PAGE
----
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. (ompostable Products , ' /Ujldate




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STABLISHED in the mid - 1980s , the Miramar Greener y composting faci l ity current l y operates on 75 acres in t he Cit y of San Diego , Cal - ifornia . The facilit y annuall y pro - ce s se s over 100 , 000 t o n s of or ga nic materi a l . In th e pa s t decad e, the city ' s Environmental S er vic es Department (ESD) l aunched a food scrap composting pro -

gram to s e rvice large , l oca l commerci a l i n - s titut i on s ( e.g ., public ve nu e s , s tadiums ) at

Materials in the selected products included plastic (e.g., PLA, starch-based polymers and blended resins), paper, paper with linings, bagasse, wood and pressed leaves. An item number was assigned to each product.

City conducts study to determine whether products labeled as compostable and/or bio degradab le would successfully break down in its open windrow composting process.

Paige Hailey


e Green e r y . Sourc e s epar at ed food s crap s a r e deli ve red


the Greenery a nd unloaded into a horse-

shoe - shaped barr i er of ground yard tri m- mings. The load is mix e d with those trim- ming s and plac e d into an open window . Afte r 10 w eek s ofturnin g and w a t ering , the mate - r ial is s cr ee n e d into h a lf - inch compo s t , 2- inch mulch and 4-inch o ve r s using a Komptech XL star screen. The 11 reg u lar p a rticipants in th e food s crap program con - tribute approximatel y 2 , 500 tons/ ye ar of

food scraps. Each generator recei ves ext e n s iv e tr a in-

in g at their site and a 6-month trial b e fore b e ing accepted a s a regular p articipant . Two of t h e e x isting participa n ts a re the San

Di eg o Earth Fai r a nd th e San Diego Count y

F a ir . Variou s oth e r zero w a s t e ev en ts i n th e

cit y are accommodated a s wel l .

Unlik e man y compos t ing f aciliti es, th e

Gr e ener y does not preprocess, s hred or grind

food scraps before incorporating them into

windrow s. The Gre e n e r y also do es not accept

an y incomin g or g anic mat e rial in b ags,

w h e th e r tradition a l plastic or c ompo stab l e . B ags inhibit the s taff s abilit y to e a s il y i den -

tif y contamination . Th ese two oper at i o n a l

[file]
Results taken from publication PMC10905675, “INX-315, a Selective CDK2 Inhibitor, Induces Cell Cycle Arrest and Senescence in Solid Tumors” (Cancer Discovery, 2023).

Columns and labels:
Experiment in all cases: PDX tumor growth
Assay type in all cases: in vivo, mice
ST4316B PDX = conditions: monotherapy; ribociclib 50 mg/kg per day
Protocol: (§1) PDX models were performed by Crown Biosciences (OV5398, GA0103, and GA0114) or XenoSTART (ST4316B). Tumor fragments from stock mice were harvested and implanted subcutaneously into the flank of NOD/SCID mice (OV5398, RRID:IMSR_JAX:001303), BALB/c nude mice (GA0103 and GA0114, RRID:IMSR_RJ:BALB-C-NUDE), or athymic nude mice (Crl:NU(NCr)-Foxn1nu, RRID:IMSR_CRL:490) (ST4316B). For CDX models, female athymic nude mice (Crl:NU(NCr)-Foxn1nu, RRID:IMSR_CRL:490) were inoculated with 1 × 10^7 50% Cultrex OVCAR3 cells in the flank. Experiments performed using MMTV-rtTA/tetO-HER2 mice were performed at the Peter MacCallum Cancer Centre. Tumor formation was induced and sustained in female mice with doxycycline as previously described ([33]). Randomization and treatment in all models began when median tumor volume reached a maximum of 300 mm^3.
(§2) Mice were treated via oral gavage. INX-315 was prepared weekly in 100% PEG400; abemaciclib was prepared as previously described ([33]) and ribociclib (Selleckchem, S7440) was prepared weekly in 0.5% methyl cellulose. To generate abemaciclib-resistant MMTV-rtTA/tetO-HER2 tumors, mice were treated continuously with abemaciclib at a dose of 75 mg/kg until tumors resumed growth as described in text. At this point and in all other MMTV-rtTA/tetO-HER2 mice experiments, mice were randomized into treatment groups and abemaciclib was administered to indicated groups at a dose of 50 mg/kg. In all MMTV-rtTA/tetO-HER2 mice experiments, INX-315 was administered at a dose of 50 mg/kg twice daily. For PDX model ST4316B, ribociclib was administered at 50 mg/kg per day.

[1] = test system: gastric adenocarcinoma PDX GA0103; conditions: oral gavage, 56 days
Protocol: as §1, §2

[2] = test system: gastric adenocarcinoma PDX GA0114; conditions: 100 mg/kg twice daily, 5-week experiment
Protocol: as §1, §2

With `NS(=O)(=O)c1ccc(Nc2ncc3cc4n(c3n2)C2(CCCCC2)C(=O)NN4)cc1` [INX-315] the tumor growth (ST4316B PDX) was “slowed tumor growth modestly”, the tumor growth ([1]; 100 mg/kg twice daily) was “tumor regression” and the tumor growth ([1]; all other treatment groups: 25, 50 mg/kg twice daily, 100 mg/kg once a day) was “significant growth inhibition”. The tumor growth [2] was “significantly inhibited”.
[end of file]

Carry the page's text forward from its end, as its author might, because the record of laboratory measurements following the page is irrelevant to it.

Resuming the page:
variab l es contribute to the structure of th e

e ntire food scrap compo s ting pro g ram .


In anticipation of r ecei v ing more p a rtici-

pa nt s in the food compo s ting program, the

E S D decided to initiat e a compostable prod-

u c t s trial . M an y pro s p ec ti ve p art ic i p a nt s e x - pr ess ed inter est in s in g le-u se comp os tabl e p r oduc ts; ho wev er , past feedback from Greener y operation s s taff indicat e d that th e se prod u cts did not t y pically bre a kdown in th e city 's compo s ting p r oces s . The goa l of the s tudy was to v e r if y if c o mpo s table produc t s d eg rad e in th e G re e n e r y's compo s ting pro - ce s s and also to id e nt i f y table wa re product s th a t would be acc e pted in food s crap loads . The project b e ga n wit h m a rket re search a nd selection of 105 different compo s table product s to te s t. Se lection w a s ba s ed on s u g - g e st ion s fr om cu r r e n t and pro s pecti ve food s crap pro g ram p ar ticip a nt s as w ell as local availabilit y , div e rsific a tion of us es , co s t and an assortment of materia l compos i tion . Ma -


B ro C YC L E


UG U S T 2 01 0

terial s in the s e l e c t ed product s included plastic ( s uc h a s p o l y lactic acid ( PLA) , s tarch- based p o l y mer s and blended r e sins), paper, paper w it h lin in gs , b a gas s e , wood and pres s ed le av e s. Th e m a jo ri t y of the product s s e l e cted m eet Am e r ican Societ y for T es ting a nd Mat erial s ( A STM ) standard s ( either ASTM D 68 6 8 or ASTM D6400 s tandards for biodegr a d a bility and compostabil i ty), and many h ave Biodegradable Products Insti- tut e ( BPI ) c e rt ification. Ho w ev er, some prod- uct s th at hav e not undergone ASTM e v alua - tion w ere i ntentionall y te s ted as w ell . All of the product s were bought off the s h e lf or through web sites in January 2010. An it e m number wa s assi g ned to each product and individual portfolios w e re cr e - at e d . Information in the portfolio included manufacturer id e ntification number ( U PC o r SKU ), brand a nd m a nufactur e r , m a t e rial

or r e sin t y pe , s uppli e r , certification s and s t andard s met . The por t folio al s o included photographs of each product , initial mea- surement s, and a detail e d desc r iption .


Mesh o n ion bag s wer e used to cont a in the sample s a nd compost f ee dstock - approxi-


biodegrad a bl e product s a nd 70 perc e nt ac- tiv e compo s t ( food scraps and yard trim - mings) by volume. Each bag h e ld thr e e to four sampl es of a given produ c t w ith an av- e rage of thre e to fi v e product t y p e s equ a ling a total of 1 5 to 20 item s p e r ba g . To expo se mat e r ials to the mo s t ideal com- posting condition s , the b a gs were placed in


p e rcent



----- ---------------- ----- - - ===== - --== = = - :=- = =- , - - - - , ---

t he c e nter of an acti ve compo s tin g windrow. After the first week , with temperatures hov - ering around 145°F, ! the bags wer e remov e d and th e windrow wa s aerated using a Scarab

turn e r.

tied , sif t ed throu g h , a nd th e s ample s w er e

indi v idually ev alu a t e d for decomposition . The e v aluation included photographs, m e a- surements and a detailed d e scription of each product. Particular attention was given to \ any changes in color , texture, siz e and frag- I ment a tion. After ev a luation , the bags w e re r e constitu t ed using th e sam e feed s tock and placed back in the c e nter of the windrow. The b a gs were removed from the windrow and samples evaluated once every two week s . over t h e 10 we ek study. , The final tim e the bag s we re r e moved , all sa mple fra g ment s wer e coll e cted and each it e m ' s final measur e ment w a s tak e n . E a ch p roduct po r tfolio was analyzed and then c l a ss ifi e d i nto five categories of degradation d e p e nd i ng on the percentage of d e composi -